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Ultimately, the issue we all face is that 'text', as a verb, is a product of evolution, and was not a real word until the concept of 'texting' came about. We are also faced with the fact that English is a complex language with many hundreds of tenses and verbs, seemingly all with a different set of rules, but always with an elusive 'exception'.

There are rules to support every argument, but I think that ultimately every rule you throw at it is utterly pointless and it should be left to its creation, evolution. I, more often than not, here people saying 'texted', so I am left to conclude that 'texted' is the accepted verb.

But it is for the reasons I have mentioned that I love the English language. It is organic and always changing. We can weave thousands of different verbs and nouns together to create a single idea and yet, with all these variations, we still understand what we're talking about.

Methatica Sep-06-2012

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Your right, but never in the same context.

And so consequently, it is, effectively a new verb. I'm just interested to see how it evolves.

For example: hang/hanged hang/hung. Both similar verbs with similar meanings - but the operative word is similar, not the same.

Not that I disagree with you about the past tense being 'texted', it's just a thought. That's all!

Methatica Sep-06-2012

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Agreed that hanged and hung are absolutely different in definition, but as a base verb both, ultimately, 'hang'. And it is just an example of how two verbs, at the fundamental level, are the same, but branch off in different directions through evolution.

Again, I am in agreement with the verb tenses, but I bet, if you really put you mind to it, you can find hundreds of way of saying 'I sent you a text'. ;-)

Methatica Sep-07-2012

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'Brings in', blast it.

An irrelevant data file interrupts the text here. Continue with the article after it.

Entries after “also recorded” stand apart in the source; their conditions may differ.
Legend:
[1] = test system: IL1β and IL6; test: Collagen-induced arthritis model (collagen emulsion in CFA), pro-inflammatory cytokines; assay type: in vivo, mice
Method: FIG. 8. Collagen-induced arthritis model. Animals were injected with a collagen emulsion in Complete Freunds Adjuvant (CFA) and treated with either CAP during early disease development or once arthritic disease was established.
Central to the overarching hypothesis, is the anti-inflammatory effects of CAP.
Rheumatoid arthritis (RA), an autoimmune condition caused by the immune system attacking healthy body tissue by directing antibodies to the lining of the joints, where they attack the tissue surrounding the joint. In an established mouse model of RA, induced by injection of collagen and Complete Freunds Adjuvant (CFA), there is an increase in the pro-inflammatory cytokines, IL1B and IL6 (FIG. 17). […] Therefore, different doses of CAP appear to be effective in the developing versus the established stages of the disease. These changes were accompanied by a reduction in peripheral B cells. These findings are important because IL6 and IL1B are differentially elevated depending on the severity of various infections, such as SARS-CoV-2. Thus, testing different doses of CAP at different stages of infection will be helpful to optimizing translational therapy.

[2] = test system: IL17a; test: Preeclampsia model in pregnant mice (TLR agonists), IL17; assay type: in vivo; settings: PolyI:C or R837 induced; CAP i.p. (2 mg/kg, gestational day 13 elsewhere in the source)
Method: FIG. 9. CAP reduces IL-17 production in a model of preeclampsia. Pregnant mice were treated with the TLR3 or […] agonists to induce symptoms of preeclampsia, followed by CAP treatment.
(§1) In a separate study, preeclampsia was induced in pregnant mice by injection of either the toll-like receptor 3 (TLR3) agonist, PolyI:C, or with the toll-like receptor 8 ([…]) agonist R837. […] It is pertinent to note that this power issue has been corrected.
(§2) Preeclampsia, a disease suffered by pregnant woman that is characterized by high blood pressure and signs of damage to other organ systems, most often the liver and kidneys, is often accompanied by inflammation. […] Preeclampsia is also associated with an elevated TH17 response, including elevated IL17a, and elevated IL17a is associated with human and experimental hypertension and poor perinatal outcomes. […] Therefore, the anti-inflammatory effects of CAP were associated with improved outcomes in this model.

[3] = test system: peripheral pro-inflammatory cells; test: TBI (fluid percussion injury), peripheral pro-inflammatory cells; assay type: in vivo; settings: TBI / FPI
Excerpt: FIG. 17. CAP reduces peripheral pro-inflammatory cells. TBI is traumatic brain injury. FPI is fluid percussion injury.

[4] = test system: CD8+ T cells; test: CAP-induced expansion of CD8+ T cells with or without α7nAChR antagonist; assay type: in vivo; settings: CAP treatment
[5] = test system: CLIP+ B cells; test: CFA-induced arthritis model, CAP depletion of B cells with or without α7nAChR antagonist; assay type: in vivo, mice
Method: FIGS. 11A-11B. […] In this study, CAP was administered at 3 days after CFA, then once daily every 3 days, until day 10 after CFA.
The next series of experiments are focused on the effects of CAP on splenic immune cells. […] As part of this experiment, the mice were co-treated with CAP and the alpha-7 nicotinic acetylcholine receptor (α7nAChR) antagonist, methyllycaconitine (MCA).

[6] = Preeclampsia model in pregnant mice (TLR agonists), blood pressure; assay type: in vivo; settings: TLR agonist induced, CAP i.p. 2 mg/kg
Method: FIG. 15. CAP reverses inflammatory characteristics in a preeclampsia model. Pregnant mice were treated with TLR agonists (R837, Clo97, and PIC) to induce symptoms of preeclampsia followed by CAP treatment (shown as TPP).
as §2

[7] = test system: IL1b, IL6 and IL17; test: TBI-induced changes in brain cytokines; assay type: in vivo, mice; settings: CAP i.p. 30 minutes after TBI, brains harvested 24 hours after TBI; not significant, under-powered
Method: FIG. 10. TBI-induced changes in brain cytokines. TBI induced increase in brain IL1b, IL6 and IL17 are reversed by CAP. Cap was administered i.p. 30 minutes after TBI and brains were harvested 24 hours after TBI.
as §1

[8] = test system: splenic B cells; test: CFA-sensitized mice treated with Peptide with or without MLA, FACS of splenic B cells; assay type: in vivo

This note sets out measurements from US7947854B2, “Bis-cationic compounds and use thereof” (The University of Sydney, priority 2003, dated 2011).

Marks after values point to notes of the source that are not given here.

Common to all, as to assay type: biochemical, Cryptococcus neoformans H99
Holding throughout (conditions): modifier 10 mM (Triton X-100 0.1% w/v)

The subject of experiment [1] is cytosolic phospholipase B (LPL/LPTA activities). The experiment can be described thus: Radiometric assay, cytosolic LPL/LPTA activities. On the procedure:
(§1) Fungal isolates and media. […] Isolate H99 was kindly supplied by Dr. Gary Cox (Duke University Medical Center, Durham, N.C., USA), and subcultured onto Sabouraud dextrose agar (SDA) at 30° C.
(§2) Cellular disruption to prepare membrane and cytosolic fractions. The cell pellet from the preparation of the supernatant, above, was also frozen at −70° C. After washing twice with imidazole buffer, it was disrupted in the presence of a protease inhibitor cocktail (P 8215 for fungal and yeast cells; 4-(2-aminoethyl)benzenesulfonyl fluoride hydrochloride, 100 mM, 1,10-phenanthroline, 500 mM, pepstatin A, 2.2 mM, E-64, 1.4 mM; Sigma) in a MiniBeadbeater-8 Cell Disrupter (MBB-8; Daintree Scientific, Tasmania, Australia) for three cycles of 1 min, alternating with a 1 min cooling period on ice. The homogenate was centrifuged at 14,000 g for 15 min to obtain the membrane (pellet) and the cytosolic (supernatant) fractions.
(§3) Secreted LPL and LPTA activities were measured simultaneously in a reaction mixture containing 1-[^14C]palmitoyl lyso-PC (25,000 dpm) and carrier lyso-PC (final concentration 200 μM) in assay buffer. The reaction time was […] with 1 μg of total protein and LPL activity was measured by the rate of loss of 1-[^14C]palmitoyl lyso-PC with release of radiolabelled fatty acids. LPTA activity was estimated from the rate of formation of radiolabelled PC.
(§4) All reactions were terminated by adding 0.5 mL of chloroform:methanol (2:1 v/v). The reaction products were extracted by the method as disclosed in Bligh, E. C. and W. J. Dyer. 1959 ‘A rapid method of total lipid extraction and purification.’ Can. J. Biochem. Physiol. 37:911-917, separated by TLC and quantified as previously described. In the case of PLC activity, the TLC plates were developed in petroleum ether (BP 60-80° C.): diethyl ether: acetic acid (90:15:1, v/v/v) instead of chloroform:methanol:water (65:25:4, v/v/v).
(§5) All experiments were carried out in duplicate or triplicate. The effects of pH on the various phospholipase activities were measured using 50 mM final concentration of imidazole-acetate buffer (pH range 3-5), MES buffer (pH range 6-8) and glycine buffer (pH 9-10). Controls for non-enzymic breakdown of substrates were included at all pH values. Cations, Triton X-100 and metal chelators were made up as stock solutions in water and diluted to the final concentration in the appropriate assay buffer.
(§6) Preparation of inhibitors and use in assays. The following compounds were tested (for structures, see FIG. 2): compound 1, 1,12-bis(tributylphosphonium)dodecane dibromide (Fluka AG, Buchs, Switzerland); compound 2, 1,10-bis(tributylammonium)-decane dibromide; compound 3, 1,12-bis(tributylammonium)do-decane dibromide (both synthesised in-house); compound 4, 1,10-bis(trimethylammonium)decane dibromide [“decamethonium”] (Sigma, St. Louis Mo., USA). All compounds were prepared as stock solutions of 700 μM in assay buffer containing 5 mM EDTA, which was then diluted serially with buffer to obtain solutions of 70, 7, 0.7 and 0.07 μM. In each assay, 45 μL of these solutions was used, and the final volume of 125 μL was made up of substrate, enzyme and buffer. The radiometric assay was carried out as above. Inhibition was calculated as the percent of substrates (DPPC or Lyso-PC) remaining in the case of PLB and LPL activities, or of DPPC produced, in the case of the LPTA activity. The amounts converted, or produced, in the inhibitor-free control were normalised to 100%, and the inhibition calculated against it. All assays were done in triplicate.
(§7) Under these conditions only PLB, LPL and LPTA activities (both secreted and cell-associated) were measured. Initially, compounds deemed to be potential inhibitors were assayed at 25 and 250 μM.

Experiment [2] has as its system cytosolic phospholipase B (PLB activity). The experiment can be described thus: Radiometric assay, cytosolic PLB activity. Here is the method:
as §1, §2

Skeeter Lewis Jan-02-2013

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@Really??

We're are not ignorant of the rules of English, but the question is whether the word 'text' should follow the conjugation of regular verbs or irregular verbs.

Jasper Jun-20-2013

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*Remove the 'are'.

Jasper Jun-20-2013

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@CB and "started"? "butted"? "farted"? "matted"? "tested"? "textiles"? "contextual"?

jayles Sep-30-2013

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@Chris Beaver - you were unlucky to land on a page where at least two other English teachers are commenting, and I'm sorry if my previous comment was a bit brusque. Apropos your comment on workéd, when my EFL students do that I tell them only Shakespeare is allowed to pronounce it that way. They seem to quite like that.

Warsaw Will Oct-01-2013

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I have said texted but some non smart people have not evenben corrected and I take that as non smart

Jena Feb-10-2014

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"lose" , "lost"? What are the differences?

Cute Guitarist Apr-08-2014

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And if it happened yesterday, it was lost, you lost it and it has been lost.

SsparklingSsnowflake Apr-08-2014

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http://english.stackexchange.com/questions/35030/where-did-snuck-come-from

It is indeed true that some verbs have changed from the "ablaut" (vowel-change) sytem to the common "regular" inflection system, and a few have gone the other way. So technically there's no reason why "text" shouldn't one day become the standard past form. Stick around a few decades and we'll see.

jayles May-24-2014

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@chris beaver
"As an English teacher" you should quit your day job. You really don't get it.

Grammarian Feb-22-2015

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It's mind boggling!!!! I feel like a criminal when I use the word texted. I have to think long and hard before I push the send button, for fear that the grammar police will be busting down my door. Prior to having a cell phone I did not use the word text. But, I am finding myself accepting things that I don't completely understand. I am just happy to know that this is actually a topic worthy of discussion. I thought I was all alone in lack of understanding in the "texting grammer" world.

Rhonda Mar-03-2016

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It should be tested, its past tense, when you are referring to. She tested me last night. Just my opinion

Terri Lee doll Jun-04-2016